Bill Gates has joined Donald Trump in condemning Apple for refusing to backdoor its products at the behest of the FBI, promising that the company that he founded, a waning firm called Microsoft, would happily compromise its security on demand for the US government.
Though Microsoft's Bitlocker full-disk encryption was considered very secure at its launch, questions have since been raised about its integrity. The company was an early participant in the NSA's Prism program.
Update: Gates has issued a non-denial nonpology insisting that he stands behind his words, but he's still a good guy, so cut him some slack.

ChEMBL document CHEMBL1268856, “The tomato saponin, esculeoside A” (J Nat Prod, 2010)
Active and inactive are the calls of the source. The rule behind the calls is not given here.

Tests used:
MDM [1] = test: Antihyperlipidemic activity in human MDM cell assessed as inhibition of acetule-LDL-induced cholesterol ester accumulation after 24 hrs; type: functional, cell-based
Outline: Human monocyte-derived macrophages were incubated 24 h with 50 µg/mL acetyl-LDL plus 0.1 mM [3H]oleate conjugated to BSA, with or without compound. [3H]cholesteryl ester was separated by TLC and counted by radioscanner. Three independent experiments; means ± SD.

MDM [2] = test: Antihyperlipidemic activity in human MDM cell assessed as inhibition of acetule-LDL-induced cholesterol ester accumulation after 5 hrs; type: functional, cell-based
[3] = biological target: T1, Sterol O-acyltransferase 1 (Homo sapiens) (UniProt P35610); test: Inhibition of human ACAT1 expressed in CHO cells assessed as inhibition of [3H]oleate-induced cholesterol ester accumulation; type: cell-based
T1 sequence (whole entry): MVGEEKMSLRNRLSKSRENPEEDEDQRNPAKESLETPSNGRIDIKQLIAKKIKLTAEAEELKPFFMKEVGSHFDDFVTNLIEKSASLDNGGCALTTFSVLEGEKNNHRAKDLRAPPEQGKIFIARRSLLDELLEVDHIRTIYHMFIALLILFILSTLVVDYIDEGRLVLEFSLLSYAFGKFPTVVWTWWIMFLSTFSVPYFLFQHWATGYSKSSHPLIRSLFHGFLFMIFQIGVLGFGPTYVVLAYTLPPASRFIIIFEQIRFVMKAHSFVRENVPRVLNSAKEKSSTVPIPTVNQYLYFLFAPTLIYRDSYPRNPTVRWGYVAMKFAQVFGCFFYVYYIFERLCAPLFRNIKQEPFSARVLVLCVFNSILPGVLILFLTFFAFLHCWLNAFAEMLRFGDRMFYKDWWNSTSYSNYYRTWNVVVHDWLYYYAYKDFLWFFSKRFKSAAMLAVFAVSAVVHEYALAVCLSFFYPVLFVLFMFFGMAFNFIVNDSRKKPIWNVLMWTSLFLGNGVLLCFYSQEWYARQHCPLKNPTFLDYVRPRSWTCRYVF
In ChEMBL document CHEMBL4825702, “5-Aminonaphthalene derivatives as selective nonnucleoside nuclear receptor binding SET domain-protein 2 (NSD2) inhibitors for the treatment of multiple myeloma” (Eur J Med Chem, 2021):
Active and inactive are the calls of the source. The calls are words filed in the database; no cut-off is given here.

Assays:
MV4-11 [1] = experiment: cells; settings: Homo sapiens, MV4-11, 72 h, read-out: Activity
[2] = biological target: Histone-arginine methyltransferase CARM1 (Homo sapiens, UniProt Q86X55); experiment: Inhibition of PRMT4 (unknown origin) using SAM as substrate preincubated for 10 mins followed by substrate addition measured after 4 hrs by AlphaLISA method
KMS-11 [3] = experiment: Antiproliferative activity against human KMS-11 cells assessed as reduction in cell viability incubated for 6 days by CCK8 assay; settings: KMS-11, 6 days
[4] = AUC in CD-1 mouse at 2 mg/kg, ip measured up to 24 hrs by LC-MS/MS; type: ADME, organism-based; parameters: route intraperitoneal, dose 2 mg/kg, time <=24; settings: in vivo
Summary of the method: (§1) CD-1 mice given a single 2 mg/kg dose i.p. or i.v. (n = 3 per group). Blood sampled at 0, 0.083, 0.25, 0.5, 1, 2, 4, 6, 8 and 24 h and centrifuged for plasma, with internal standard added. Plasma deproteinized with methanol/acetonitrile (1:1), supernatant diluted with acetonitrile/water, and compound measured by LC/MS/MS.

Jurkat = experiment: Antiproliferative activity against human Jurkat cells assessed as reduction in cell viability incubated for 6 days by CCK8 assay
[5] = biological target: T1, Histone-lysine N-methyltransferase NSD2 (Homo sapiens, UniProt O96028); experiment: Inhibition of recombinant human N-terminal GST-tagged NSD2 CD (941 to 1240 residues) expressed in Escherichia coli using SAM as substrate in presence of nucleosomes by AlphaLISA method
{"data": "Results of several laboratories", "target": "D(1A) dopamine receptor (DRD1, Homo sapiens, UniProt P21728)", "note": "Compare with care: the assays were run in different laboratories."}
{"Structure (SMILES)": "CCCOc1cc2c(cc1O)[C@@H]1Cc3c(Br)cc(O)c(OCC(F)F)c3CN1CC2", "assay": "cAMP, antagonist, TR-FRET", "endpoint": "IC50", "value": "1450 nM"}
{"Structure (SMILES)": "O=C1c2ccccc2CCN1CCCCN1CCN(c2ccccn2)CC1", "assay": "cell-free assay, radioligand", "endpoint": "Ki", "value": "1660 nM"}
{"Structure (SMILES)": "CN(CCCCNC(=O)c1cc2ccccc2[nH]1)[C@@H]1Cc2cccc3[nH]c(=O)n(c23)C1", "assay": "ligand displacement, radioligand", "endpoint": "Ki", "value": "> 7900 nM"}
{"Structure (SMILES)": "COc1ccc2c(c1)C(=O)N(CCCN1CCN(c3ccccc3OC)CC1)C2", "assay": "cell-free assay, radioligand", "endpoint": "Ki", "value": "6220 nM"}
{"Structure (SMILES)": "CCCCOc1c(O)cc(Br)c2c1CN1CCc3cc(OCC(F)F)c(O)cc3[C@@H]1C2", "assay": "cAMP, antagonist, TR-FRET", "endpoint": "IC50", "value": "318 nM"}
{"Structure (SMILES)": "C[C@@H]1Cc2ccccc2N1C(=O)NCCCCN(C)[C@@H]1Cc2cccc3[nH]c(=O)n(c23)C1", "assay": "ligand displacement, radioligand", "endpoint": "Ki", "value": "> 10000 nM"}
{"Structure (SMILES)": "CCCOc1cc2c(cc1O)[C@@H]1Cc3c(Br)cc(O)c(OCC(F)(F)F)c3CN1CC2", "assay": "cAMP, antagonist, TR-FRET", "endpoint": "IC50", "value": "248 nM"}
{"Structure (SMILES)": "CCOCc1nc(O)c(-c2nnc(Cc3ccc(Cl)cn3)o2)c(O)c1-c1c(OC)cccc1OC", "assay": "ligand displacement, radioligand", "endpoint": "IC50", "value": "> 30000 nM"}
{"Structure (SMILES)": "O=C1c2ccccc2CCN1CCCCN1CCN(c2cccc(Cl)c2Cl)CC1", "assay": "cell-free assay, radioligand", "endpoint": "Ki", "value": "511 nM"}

In an interview with the Financial Times published late Monday night, Gates dismissed the idea that granting the FBI access would set a meaningful legal precedent, arguing that the FBI is "not asking for some general thing, [it is] asking for a particular case."
"It is no different than [the question of] should anybody ever have been able to tell the phone company to get information, should anybody be able to get at bank records. Let's say the bank had tied a ribbon round the disk drive and said 'don't make me cut this ribbon, because you'll make me cut it many times.'"
(via Bill Gates – World Economic Forum Annual Meeting New York 2002, World Economic Forum, BY-SA)